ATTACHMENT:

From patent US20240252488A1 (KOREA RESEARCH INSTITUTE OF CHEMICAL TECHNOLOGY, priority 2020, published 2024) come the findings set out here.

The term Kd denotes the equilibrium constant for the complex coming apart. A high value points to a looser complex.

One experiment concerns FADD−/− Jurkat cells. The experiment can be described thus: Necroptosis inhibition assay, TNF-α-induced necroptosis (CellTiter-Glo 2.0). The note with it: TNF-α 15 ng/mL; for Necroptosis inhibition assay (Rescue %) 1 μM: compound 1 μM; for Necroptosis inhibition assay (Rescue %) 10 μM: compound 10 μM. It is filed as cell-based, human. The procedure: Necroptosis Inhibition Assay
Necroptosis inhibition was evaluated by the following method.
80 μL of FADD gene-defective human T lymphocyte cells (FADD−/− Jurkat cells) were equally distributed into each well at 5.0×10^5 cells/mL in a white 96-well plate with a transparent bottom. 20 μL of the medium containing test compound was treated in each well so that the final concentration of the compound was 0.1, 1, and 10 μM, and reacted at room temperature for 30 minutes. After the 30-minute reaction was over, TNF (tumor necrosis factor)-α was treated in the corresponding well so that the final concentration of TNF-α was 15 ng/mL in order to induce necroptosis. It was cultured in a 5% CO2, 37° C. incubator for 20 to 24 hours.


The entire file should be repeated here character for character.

From patent US20240252488A1 (KOREA RESEARCH INSTITUTE OF CHEMICAL TECHNOLOGY, priority 2020, published 2024) come the findings set out here.

The term Kd denotes the equilibrium constant for the complex coming apart. A high value points to a looser complex.

One experiment concerns FADD−/− Jurkat cells. The experiment can be described thus: Necroptosis inhibition assay, TNF-α-induced necroptosis (CellTiter-Glo 2.0). The note with it: TNF-α 15 ng/mL; for Necroptosis inhibition assay (Rescue %) 1 μM: compound 1 μM; for Necroptosis inhibition assay (Rescue %) 10 μM: compound 10 μM. It is filed as cell-based, human. The procedure: Necroptosis Inhibition Assay
Necroptosis inhibition was evaluated by the following method.
80 μL of FADD gene-defective human T lymphocyte cells (FADD−/− Jurkat cells) were equally distributed into each well at 5.0×10^5 cells/mL in a white 96-well plate with a transparent bottom. 20 μL of the medium containing test compound was treated in each well so that the final concentration of the compound was 0.1, 1, and 10 μM, and reacted at room temperature for 30 minutes. After the 30-minute reaction was over, TNF (tumor necrosis factor)-α was treated in the corresponding well so that the final concentration of TNF-α was 15 ng/mL in order to induce necroptosis. It was cultured in a 5% CO2, 37° C. incubator for 20 to 24 hours.